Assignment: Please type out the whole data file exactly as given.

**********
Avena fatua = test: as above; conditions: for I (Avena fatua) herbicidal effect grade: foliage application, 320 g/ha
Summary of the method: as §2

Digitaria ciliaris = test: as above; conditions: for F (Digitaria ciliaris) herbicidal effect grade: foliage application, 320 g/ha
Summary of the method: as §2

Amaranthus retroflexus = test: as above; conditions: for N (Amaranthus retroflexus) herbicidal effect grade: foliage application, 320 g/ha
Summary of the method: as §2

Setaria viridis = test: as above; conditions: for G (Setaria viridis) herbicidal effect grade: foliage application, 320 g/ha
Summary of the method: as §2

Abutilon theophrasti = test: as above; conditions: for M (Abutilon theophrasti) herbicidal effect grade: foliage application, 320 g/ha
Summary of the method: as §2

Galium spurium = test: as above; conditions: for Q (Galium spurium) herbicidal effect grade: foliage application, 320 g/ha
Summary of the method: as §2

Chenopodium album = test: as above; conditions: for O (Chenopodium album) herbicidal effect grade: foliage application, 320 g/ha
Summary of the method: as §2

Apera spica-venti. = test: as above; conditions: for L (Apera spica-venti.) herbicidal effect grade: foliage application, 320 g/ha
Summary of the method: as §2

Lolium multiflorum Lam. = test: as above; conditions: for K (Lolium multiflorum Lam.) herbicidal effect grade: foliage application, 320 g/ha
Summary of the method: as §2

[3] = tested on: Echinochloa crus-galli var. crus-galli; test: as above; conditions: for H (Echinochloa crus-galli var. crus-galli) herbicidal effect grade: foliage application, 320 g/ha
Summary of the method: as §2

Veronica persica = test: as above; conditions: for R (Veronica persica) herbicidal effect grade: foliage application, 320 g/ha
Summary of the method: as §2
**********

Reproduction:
Avena fatua = test: as above; conditions: for I (Avena fatua) herbicidal effect grade: foliage application, 320 g/ha
Summary of the method: as §2

Digitaria ciliaris = test: as above; conditions: for F (Digitaria ciliaris) herbicidal effect grade: foliage application, 320 g/ha
Summary of the method: as §2

Amaranthus retroflexus = test: as above; conditions: for N (Amaranthus retroflexus) herbicidal effect grade: foliage application, 320 g/ha
Summary of the method: as §2

Setaria viridis = test: as above; conditions: for G (Setaria viridis) herbicidal effect grade: foliage application, 320 g/ha
Summary of the method: as §2

Abutilon theophrasti = test: as above; conditions: for M (Abutilon theophrasti) herbicidal effect grade: foliage application, 320 g/ha
Summary of the method: as §2

Galium spurium = test: as above; conditions: for Q (Galium spurium) herbicidal effect grade: foliage application, 320 g/ha
Summary of the method: as §2

Chenopodium album = test: as above; conditions: for O (Chenopodium album) herbicidal effect grade: foliage application, 320 g/ha
Summary of the method: as §2

Apera spica-venti. = test: as above; conditions: for L (Apera spica-venti.) herbicidal effect grade: foliage application, 320 g/ha
Summary of the method: as §2

Lolium multiflorum Lam. = test: as above; conditions: for K (Lolium multiflorum Lam.) herbicidal effect grade: foliage application, 320 g/ha
Summary of the method: as §2

[3] = tested on: Echinochloa crus-galli var. crus-galli; test: as above; conditions: for H (Echinochloa crus-galli var. crus-galli) herbicidal effect grade: foliage application, 320 g/ha
Summary of the method: as §2

Veronica persica = test: as above; conditions: for R (Veronica persica) herbicidal effect grade: foliage application, 320 g/ha
Summary of the method: as §2